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Green is mean?

Andrew Russo

Gaming industry behemoth Peter Molyneux recently sat down to discuss his views on innovation in the MMO universe. Molyneux believes 'innovation is much more difficult when a lot of money is on the line.' Massively has touched upon this subject before which means's happening? Oh no! Our multiplying subscriptions are all going to kill off our own content! I should have never given away my Xbox to focus on EVE! Take a deep breath because before we all panic, there are some important things to consider.

With the MMO industry seeing astronomical numbers tossed their way for funding, perhaps he is correct. Much of the criticism around the early release of games like SWG was blamed on the desire to make returns on the huge investments put into the cost of development and production. When ten, twenty, or more recently, Real Time Worlds' fifty million dollars, is on the line, the wallet will become a huge factor towards the development and timetable of any game.

On the other hand, that massive amount of money we all wish we had is drawing in designers, producers, investors, and of course, gamers. As Alex St. John pointed out in a recent interview, 'the PC is the home of the most profitable game in history, generating more revenue than the top 10 console games combined.' St. John is certainly right about one thing, (US)$1.2 billion is certainly a way of attracting attention. But WoW is only one of many successful MMOs. The list keeps growing and with each success story comes more interest in creating new and innovative experiences.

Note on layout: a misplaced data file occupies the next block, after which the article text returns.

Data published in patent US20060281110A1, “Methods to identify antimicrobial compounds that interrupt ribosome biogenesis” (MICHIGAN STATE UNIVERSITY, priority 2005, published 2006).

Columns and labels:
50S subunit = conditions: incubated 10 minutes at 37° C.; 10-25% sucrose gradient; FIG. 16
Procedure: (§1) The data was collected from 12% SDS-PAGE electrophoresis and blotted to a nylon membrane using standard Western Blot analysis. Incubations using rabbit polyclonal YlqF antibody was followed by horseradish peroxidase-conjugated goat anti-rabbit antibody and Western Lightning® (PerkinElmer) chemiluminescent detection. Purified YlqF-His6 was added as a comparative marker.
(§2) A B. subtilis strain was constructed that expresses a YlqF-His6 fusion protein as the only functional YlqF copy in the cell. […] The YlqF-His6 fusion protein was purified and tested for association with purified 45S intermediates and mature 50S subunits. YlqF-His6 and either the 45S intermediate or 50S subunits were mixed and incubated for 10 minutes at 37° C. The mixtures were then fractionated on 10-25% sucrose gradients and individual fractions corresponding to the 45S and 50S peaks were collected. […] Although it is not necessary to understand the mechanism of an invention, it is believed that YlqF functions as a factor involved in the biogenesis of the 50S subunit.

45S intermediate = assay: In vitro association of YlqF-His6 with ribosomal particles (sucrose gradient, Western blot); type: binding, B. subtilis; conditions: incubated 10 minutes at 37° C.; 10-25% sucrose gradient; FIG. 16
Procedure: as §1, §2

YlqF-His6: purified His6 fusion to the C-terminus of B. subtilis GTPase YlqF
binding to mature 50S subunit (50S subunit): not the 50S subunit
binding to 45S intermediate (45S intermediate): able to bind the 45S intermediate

So where will this new found fortune take the MMO industry? Will the interest generated by new financial resources force developers to focus on profitable returns? Or will that funding bring with it more players, more attention, and more dedication to generating exciting worlds?

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